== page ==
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Paul Bew, Churchill & Ireland. Oxford University Press, 2016, 208 pages, $29.95.
It is a good sign of a book’s quality when readers wonder why points so obvious have never before been made. Indeed it seems incredible that Churchill’s long, multi-layered and ambiguous relationship with Ireland has never before received the detailed and forensic treatment that Paul Bew now provides us.
In his posthumously published short story, The Dream (a good guide to the things that mattered to the elder Churchill), Ireland looms large. It is 1947, and Churchill is copying a portrait of his father, painted by one of the Belfast Conservative clubs at the time the Home Rule crisis of 1886. Suddenly, the ghost of Lord Randolph Churchill appears before him. The inquisitive shade asks what has happened to Ireland. His son replies that the south got Home Rule, whilst the north “stayed with us.” This Irish split is illustrative of the dichotomy in Churchill’s attitude toward and experience of that charismatic island.
In My Early Life, Churchill memorably described his being thrown from his donkey in Phoenix Park, Dublin. His nurse, Mrs. Everest, had been alarmed by a procession of riders in the distance, thinking that they must be Fenians. The donkey, being more alarmed, threw young Winston, giving him a concussion. This, he ruefully tells us, “was my first introduction to Irish politics.” His impression can only have been reinforced when Churchill remembers the gift of a drum from a civil servant, Thomas Burke. Shortly after, Burke was the victim of a spectacularly horrifying murder in that same Phoenix Park, hacked to death by a gang of assassins wielding surgical knives, known as “The Invincibles.” Thus Churchill’s experience of Ireland started early, continued for many years, and holds many keys to his entire career.
Paul Bew is Professor of Irish Politics at Queen’s University Belfast, and now sits as a cross-bench peer in the House of Lords; he co-chaired the Speaker’s Advisory Committee for Parliament’s commemoration of the 50th anniversary of Churchill’s death. His book is readable, reliable, and brings new perspectives to the topic. For example, Lord Bew points out that Gallipoli, usually seen as an tragedy for the Australia New Zealand Army Corps, produced stirrings of nationhood in the Emerald Isle as great as in the Land of the Long White Cloud. Few historians have addressed this point before. Lord Bew reminds us that Churchill was intimately involved in the Curragh Mutiny, and the incredibly sensitive Irish negotiations up to the outbreak of the First World War—and that this formed his “training” in handling nationalist extremism and domestic political violence.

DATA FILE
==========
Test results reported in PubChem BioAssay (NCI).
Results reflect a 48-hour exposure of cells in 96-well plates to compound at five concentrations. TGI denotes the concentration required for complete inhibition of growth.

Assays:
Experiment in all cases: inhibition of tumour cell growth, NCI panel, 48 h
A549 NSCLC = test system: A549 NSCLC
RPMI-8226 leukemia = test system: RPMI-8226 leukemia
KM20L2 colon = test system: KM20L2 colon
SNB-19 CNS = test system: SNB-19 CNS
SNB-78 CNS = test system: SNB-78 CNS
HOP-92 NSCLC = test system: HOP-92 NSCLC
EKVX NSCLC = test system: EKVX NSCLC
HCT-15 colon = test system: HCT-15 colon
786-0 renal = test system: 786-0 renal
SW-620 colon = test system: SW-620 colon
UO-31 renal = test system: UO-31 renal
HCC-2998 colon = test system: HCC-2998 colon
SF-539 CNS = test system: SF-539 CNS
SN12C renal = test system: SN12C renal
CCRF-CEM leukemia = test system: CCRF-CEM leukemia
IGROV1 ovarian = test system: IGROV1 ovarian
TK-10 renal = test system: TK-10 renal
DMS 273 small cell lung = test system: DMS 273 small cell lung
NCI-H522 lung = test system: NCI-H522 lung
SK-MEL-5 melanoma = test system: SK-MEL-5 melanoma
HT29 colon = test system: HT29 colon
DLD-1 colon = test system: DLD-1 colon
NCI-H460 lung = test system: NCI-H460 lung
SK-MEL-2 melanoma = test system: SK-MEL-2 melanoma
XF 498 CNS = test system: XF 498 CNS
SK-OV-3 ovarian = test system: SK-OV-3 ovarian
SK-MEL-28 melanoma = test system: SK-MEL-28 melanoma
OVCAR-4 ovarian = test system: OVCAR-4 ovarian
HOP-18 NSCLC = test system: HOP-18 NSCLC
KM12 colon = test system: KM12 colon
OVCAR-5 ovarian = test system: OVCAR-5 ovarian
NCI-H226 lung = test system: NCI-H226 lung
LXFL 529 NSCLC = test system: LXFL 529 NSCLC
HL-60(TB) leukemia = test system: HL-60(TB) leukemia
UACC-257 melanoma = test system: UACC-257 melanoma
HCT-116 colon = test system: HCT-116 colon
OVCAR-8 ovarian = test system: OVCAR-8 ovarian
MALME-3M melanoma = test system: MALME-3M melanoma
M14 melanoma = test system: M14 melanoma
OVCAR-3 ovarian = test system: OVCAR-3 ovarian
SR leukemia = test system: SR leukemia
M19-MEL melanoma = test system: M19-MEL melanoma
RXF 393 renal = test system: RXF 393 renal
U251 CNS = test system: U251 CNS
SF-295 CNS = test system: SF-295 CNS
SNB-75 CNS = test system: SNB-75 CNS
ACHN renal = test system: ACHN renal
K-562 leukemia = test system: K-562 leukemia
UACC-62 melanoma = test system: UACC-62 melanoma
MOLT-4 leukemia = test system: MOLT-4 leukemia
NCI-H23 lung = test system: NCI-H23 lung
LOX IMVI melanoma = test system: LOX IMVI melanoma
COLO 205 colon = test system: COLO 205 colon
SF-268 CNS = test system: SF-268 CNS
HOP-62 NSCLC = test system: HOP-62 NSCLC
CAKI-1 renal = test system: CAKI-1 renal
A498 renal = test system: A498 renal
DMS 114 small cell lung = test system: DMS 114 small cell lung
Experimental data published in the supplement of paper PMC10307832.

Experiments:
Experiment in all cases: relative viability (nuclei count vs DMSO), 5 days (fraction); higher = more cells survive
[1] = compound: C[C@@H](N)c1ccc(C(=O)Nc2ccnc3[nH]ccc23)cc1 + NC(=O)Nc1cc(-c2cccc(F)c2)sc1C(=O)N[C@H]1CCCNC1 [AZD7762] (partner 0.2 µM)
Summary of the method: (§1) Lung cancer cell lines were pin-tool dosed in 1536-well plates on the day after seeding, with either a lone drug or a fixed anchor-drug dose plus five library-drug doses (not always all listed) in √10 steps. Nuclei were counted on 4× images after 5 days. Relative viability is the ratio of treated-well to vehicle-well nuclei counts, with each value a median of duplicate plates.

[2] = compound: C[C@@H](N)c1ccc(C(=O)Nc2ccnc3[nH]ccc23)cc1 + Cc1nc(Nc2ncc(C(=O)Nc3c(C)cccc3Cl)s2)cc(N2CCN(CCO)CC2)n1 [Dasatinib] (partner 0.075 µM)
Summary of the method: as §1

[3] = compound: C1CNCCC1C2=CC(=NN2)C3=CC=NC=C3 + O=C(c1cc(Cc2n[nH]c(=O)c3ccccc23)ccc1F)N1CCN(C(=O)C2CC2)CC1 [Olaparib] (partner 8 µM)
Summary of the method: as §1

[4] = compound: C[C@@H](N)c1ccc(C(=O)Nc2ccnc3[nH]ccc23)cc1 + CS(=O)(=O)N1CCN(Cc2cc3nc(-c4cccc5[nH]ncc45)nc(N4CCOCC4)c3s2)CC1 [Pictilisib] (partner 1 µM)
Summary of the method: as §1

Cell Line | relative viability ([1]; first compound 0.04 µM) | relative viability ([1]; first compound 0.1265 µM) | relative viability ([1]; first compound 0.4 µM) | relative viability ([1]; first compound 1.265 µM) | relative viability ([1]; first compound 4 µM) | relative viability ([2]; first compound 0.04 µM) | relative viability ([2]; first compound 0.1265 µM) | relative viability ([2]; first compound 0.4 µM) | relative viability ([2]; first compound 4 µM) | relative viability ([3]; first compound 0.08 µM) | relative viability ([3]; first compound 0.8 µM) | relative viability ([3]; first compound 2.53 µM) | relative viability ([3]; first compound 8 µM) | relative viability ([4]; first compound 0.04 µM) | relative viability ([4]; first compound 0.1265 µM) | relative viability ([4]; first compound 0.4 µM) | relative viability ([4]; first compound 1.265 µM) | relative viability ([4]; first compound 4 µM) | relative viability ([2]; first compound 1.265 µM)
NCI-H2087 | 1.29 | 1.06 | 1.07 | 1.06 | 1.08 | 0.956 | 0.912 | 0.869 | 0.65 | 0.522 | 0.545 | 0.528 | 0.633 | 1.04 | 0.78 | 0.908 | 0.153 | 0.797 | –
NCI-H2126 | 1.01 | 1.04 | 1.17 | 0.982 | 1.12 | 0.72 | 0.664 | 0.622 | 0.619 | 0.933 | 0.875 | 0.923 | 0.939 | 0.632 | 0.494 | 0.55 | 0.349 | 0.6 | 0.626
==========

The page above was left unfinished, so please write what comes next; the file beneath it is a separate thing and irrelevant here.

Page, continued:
Ultimately Churchill’s experience of Ireland was framed in struggle. As usual, his attitude was one of magnanimous peacemaking after the conflict was won. He wished to see, in the fullness of time, an Ireland united by consent under the protective umbrella of the British Commonwealth. The turbulent politics of Ireland frustrated this noble aim. Churchill regretted his harsh words about de Valera in his Victory in Europe speech, when he omitted that Ireland did provide, as Lord Bew reminds us, significant discrete intelligence assistance. Perhaps Churchill’s frustration is understandable. Lord Bew mentions Margaret Thatcher’s wish to know how many lives were lost in the Second World War as a result of Irish neutrality. (She was given the not unreasonable response that it was impossible to know, although Admiralty files are said by Bew to contain a remarkably precise figure of 5070 British sailors.) Yet Lady Thatcher also worked for peace in Ireland.
Against such a background, the “intense paradox” (183) of Churchill’s “ambitious, complex and, at times deeply flawed” engagement with Ireland (182) can be understood. Paul Bew ends his book by making the long-term consequences of Churchill’s policy clear. He was a sponsor of partition, but never expected it to last as long as it has, hoping for unification by mutual consent. Yet Churchill broke the Treasury consensus that Northern Ireland should pay for its own defence, with the result that, today, Treasury expenditure per head is 23% higher in Northern Ireland than the rest of the UK. The “economic facts of life”, says the author, tend to sustain this de facto, unintended and long-term partition.
Paul Bew has not only achieved the feat of adding a well-researched, fresh and nuanced addition to the Churchill canon, but has found a jewel in a rather thoroughly searched room. The jacket note states that the story of Churchill and Ireland was “the first piece in the Churchill jigsaw and, in some respects, the last.” Lord Bew may well be right; but in any event, his book certainly has a claim to be the last word on this fascinating and important subject.
Mr. Courts is the Member of Parliament for Witney and West Oxfordshire, a Churchill historian who assists with preservation of the Churchill gravesite at Bladon.